STEWART TITLE GUARANTY COMPANY, a Texas corporation, Appellant,
STERLING SAVINGS BANK, a Washington corporation; Sterling Financial Corporation, a Washington corporation, Defendants, Witherspoon, Kelley, Davenport & Toole, PS, a Washington corporation; Duane M. Swinton and Jane Doe Swinton, and the marital community composed thereof, Respondents.
Argued Feb. 14, 2013.
David P. Hirschi, Attorney at Law, Salt Lake City, UT, Brian J. Waid, Attorney at Law, Jessica Marie Creager, Waid Law Office, Seattle, WA, Jeffrey J. Steele, Salt Lake City, UT, for Appellant.
Ralph E. Cromwell Jr., Steven C. Minson, Byrnes Keller Cromwell, LLP, Seattle, WA, Michael Barr King, Carney Badley Spellman, PS, Seattle, WA, for Respondents.
GORDON McCLOUD, J.
[178 Wn.2d 563] ¶ 1 A title insurer, Stewart Title Guaranty Company, hired the law firm Witherspoon, Kelley, Davenport & Toole PS (collectively Witherspoon) to defend its insured, Sterling Savings Bank, from a claim of lien priority on real property by a construction company (Mountain West). The claim was resolved in favor of Mountain West, and Stewart Title then sued Witherspoon for malpractice. Stewart Title claimed the law firm had improperly failed to raise the viable defense of equitable subrogation. Witherspoon defended by arguing that there was no duty and no breach, specifically, (1) that Witherspoon's client was Sterling, not Stewart Title, and hence Witherspoon owed no duty to Stewart Title that would support that nonclient third party payor's claim of malpractice; and (2) that equitable subrogation would not have been a viable argument anyway.
¶ 2 Witherspoon moved for summary judgment on both grounds: (1) that it owed a duty only to the client, Sterling, rather than to the payor, Stewart Title; and (2) that an equitable subrogation argument would have failed. The trial court ruled against Witherspoon on the first, no-duty, ground but agreed with it on the second, no-breach, ground. The court therefore granted summary judgment in favor of Witherspoon. We accepted review of both the duty issue and the equitable subrogation issue. We affirm the trial court's grant of summary judgment dismissing Stewart Title's malpractice case against Witherspoon on the basis that Witherspoon owed no duty to Stewart Title. We do not reach the equitable subrogation issue.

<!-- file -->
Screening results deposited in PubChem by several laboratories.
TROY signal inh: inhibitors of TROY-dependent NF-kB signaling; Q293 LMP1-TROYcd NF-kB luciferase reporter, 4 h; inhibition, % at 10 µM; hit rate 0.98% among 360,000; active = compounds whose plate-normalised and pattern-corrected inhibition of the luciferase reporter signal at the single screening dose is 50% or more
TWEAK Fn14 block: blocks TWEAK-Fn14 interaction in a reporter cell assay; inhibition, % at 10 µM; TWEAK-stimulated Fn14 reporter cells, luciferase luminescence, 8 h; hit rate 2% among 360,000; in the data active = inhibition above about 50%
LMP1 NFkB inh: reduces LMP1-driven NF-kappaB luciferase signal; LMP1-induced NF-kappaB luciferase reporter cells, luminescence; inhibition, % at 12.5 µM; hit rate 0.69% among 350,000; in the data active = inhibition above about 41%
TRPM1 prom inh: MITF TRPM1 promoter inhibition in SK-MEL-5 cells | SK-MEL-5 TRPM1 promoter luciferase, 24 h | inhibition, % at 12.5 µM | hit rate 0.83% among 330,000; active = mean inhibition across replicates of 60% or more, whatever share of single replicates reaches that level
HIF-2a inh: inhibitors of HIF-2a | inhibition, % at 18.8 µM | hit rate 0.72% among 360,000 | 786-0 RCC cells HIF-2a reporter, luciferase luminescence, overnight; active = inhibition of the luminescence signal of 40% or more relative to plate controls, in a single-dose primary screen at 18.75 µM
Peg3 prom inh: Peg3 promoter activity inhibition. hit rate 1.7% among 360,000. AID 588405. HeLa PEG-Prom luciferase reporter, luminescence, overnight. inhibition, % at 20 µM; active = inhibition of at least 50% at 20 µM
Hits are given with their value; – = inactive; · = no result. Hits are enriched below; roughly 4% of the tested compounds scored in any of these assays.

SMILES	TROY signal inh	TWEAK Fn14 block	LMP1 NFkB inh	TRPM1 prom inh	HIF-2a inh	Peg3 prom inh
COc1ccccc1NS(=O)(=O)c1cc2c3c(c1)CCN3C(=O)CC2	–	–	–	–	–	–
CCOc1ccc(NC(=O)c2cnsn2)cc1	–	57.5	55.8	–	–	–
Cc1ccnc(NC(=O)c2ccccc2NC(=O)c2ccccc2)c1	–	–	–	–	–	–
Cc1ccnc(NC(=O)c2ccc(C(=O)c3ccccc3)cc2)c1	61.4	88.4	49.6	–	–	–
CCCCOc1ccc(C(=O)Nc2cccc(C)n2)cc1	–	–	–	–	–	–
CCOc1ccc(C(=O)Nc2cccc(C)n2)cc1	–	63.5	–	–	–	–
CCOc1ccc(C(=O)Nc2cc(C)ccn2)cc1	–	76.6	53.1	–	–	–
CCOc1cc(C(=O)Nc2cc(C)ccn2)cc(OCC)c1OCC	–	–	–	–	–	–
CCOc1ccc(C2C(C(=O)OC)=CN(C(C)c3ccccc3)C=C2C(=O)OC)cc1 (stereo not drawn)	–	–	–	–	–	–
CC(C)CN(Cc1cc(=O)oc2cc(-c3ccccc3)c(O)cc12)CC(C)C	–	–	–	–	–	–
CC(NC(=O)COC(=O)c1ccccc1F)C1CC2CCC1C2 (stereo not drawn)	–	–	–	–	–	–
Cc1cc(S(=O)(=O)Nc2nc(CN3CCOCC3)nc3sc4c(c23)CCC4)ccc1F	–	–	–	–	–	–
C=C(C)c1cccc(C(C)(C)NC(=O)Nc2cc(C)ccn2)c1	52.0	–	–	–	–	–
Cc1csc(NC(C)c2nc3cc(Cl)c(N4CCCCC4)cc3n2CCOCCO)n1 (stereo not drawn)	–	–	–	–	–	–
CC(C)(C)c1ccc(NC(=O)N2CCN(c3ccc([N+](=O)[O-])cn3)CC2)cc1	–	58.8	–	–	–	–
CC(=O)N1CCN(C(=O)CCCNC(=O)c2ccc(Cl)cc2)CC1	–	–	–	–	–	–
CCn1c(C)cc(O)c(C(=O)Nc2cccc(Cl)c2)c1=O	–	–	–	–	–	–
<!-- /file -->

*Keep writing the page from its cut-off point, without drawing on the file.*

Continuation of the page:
¶ 3 Because we resolve this case on the basis that Witherspoon owed no duty to Stewart Title that would [178 Wn.2d 564] permit Stewart Title to maintain a malpractice action against Witherspoon, we do not reach the parties' equitable subrogation arguments. Consequently, we recite the facts relevant to the issue of Witherspoon's duty to Stewart Title.
¶ 4 A lender— Sterling— agreed to lend money to a borrower to purchase property to develop. As a condition of the loan, Sterling required a first priority security interest in the property. The lender's title insurance company— Stewart Title— negligently failed to inspect the property before the loan went through; as a result, Stewart Title failed to discover that the builder— Mountain West— had already started construction on the property. By statute, Mountain West gained an interest in the form of a mechanics' lien as of the date construction began.
¶ 5 After a payment dispute arose, Mountain West discovered that its mechanics' lien held first position. The lender, Sterling, asked its title insurance company, Stewart Title, to defend it in the ensuing foreclosure action, because the insurer's policy covered mechanics' liens. Stewart Title admitted its
duty to defend Sterling and hired Sterling's long time law firm— Witherspoon— to do so.
¶ 6 In that underlying lawsuit, Witherspoon stipulated that Mountain West had first priority and sought a swift settlement with the construction company. At some point after the stipulation, Stewart Title fired Witherspoon over disagreements related to whether equitable subrogation was a viable defense for Sterling. Stewart Title hired new counsel, who tried to argue that Sterling was equitably subrogated to the prior interests it paid off and therefore had priority after all. The trial court held the parties were bound by the earlier stipulation and disallowed the equitable subrogation defense.
¶ 7 Stewart Title then sued the law firm, Witherspoon, for malpractice based on Witherspoon's failure to raise the equitable subrogation defense for the lender, Sterling, before stipulating the construction company had priority. As discussed above, Witherspoon argued that (1) its client was [178 Wn.2d 565] the insured lender, not the title insurer, and it therefore owed no duty to the title insurer that would permit the insurer to sue the firm for malpractice; and, alternatively, that (2) an equitable subrogation argument would have failed under the facts of the case. As also discussed above, the trial court rejected Witherspoon's argument that it had no duty and denied Witherspoon's motion for summary judgment based on lack of a duty to Stewart Title. But the trial court agreed with Witherspoon that equitable subrogation would not have been a viable argument at the time of the ...